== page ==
We don’t need cishet couples to relate to us. We need cishet couples to see us and accept us and know us; for it to be safe for a same-sex couple to walk down the street holding hands, instead of quickly stopping when someone walks by.
Maybe you still have hope. I’ve given up on hope in this area. Maybe they’ll turn it around. But after 11 weeks of being lied to during After Trek and through other press, and while I will watch to the bitter end, even if Culber comes back through some super magic and isn’t a ghost, there is no repairing this storyline and how it has been handled in the public forum.
A couple weeks ago, someone asked me the following:
Do you see a breaking point in this arc, where if ____ happened, you’d be done with the show?
We have reached the point of the “blank.” My response then is the same as it is now:
I’ve asked myself that a lot between the events of episode 9 and 10. Star Trek has been my life literally since birth. I haven’t gone a single day without watching an episode of Star Trek. I have watched all the series more times than it is possible to keep track of. I even had a United Federation of Planets wedding where I was Spock and my partner was Kirk. Like, this show was a huge salvation and allowed me to feel like I had a legitimate place in this world.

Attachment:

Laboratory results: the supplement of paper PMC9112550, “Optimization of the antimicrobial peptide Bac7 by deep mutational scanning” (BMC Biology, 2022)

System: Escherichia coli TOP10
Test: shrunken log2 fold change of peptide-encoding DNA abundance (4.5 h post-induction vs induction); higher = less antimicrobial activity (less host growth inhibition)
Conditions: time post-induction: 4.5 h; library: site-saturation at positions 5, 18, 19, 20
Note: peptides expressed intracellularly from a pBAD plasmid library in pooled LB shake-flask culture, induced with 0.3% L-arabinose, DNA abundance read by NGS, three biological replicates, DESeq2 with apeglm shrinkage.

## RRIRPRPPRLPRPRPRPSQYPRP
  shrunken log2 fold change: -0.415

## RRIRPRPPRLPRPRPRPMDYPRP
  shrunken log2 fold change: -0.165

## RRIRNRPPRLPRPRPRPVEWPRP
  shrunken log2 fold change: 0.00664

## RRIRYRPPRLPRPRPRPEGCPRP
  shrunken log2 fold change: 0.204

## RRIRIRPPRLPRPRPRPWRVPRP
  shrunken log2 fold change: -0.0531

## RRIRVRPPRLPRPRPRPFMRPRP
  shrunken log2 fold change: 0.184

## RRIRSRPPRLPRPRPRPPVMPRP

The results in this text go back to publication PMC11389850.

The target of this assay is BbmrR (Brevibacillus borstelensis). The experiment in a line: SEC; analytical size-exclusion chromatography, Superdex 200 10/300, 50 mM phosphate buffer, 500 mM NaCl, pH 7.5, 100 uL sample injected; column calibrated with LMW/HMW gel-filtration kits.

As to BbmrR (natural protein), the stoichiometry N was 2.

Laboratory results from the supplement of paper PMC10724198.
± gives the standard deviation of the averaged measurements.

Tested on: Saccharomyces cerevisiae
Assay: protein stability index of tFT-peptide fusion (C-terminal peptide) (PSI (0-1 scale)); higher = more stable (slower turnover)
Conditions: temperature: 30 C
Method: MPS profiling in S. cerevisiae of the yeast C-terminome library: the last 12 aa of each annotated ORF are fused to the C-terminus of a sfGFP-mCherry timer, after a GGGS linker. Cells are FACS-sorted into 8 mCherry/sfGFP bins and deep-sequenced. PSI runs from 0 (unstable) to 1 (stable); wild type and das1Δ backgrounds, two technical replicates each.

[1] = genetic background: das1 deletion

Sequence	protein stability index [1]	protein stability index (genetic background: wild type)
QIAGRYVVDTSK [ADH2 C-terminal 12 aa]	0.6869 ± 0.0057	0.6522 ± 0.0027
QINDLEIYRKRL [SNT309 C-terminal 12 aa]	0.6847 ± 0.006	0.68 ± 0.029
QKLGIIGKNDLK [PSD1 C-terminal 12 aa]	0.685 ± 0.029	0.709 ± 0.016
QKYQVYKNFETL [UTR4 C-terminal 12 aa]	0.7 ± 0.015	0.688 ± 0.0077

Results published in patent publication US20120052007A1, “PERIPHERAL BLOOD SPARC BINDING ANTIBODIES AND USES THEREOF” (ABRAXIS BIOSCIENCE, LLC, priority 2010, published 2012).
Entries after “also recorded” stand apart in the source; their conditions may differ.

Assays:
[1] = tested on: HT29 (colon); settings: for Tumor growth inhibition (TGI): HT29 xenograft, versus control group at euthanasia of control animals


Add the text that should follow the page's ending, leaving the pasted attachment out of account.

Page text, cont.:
So, to just turn that off? I’m not sure I can do that. Especially when there is so much I love about this series. I think a better solution is just to continue to demand better especially when the showrunners say they are all queer friendly but then write things that are not. Like, I still don’t buy the “Culber is the smartest so it had to be him and not random straight person.” If it weren’t always the queer person dying to save the straight people, I’d feel differently.